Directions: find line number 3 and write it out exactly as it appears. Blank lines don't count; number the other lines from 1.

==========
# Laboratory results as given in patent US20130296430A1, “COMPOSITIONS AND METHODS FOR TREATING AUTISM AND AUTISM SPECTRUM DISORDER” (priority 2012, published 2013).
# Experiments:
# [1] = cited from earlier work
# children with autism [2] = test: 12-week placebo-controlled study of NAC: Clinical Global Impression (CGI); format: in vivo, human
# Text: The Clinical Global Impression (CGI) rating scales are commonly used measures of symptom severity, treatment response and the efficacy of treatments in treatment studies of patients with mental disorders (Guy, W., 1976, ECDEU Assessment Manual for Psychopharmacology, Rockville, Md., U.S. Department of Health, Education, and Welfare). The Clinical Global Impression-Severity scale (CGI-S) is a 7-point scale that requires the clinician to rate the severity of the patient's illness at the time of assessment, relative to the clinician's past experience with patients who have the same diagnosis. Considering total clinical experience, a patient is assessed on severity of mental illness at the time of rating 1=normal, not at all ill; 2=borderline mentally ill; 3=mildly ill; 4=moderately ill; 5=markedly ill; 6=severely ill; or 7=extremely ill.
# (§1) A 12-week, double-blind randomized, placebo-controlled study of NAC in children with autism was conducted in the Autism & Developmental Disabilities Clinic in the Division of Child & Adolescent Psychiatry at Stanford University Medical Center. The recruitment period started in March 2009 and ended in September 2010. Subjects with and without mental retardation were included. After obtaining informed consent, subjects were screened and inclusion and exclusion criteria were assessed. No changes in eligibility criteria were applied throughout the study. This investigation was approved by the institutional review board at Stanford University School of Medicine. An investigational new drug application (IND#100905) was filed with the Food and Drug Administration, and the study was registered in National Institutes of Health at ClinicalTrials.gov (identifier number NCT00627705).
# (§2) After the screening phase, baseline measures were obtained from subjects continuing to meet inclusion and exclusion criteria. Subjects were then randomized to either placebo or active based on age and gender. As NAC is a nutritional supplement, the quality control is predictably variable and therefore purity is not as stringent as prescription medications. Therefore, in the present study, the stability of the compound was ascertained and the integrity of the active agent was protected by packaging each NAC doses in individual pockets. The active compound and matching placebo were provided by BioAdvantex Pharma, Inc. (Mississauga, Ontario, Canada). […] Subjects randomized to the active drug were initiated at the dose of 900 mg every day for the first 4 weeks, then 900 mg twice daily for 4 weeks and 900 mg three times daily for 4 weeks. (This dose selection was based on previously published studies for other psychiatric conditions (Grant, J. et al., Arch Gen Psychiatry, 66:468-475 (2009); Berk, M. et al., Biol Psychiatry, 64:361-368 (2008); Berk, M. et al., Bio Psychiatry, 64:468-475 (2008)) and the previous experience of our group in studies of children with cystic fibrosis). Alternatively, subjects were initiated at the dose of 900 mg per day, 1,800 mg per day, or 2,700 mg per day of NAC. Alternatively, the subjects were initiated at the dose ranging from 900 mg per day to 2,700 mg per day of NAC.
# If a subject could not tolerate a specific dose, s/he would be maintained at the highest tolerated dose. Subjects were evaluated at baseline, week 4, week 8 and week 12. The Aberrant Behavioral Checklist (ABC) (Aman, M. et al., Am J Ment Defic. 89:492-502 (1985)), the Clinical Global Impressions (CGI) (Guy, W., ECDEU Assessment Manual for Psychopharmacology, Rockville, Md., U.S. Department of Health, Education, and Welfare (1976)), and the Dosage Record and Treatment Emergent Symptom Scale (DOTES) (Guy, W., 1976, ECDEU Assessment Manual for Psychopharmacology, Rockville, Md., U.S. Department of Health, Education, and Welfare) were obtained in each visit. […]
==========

# [1] = cited from earlier work